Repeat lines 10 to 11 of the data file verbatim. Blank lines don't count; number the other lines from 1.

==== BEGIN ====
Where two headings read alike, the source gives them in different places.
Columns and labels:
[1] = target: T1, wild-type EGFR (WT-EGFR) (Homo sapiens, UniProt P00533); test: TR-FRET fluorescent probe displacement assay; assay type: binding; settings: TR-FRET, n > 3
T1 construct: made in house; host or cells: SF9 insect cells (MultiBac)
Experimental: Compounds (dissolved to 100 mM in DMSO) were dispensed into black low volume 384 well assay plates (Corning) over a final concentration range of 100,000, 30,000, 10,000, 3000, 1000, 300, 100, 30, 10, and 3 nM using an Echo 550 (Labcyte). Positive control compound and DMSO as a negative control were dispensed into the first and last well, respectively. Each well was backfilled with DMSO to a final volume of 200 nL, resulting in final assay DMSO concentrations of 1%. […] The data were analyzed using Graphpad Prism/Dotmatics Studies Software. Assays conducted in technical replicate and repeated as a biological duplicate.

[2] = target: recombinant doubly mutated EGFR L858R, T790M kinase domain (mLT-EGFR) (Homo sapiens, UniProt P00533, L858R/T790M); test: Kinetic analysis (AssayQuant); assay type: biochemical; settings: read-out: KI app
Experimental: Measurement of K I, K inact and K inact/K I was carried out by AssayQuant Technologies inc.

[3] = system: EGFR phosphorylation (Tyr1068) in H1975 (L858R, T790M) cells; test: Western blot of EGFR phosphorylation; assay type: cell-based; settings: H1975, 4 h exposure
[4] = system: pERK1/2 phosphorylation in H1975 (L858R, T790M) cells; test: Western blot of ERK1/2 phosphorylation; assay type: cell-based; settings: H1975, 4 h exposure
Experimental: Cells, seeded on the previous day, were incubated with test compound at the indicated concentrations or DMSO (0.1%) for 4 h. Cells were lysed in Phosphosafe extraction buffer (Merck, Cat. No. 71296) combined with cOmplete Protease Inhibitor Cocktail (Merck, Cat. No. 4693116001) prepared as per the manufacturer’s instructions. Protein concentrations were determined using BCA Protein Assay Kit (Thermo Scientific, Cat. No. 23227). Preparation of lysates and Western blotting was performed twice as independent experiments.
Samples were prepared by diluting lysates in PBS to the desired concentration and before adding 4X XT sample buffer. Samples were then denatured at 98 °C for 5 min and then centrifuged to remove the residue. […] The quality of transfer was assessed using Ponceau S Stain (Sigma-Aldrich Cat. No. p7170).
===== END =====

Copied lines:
Experimental: Cells, seeded on the previous day, were incubated with test compound at the indicated concentrations or DMSO (0.1%) for 4 h. Cells were lysed in Phosphosafe extraction buffer (Merck, Cat. No. 71296) combined with cOmplete Protease Inhibitor Cocktail (Merck, Cat. No. 4693116001) prepared as per the manufacturer’s instructions. Protein concentrations were determined using BCA Protein Assay Kit (Thermo Scientific, Cat. No. 23227). Preparation of lysates and Western blotting was performed twice as independent experiments.
Samples were prepared by diluting lysates in PBS to the desired concentration and before adding 4X XT sample buffer. Samples were then denatured at 98 °C for 5 min and then centrifuged to remove the residue. […] The quality of transfer was assessed using Ponceau S Stain (Sigma-Aldrich Cat. No. p7170).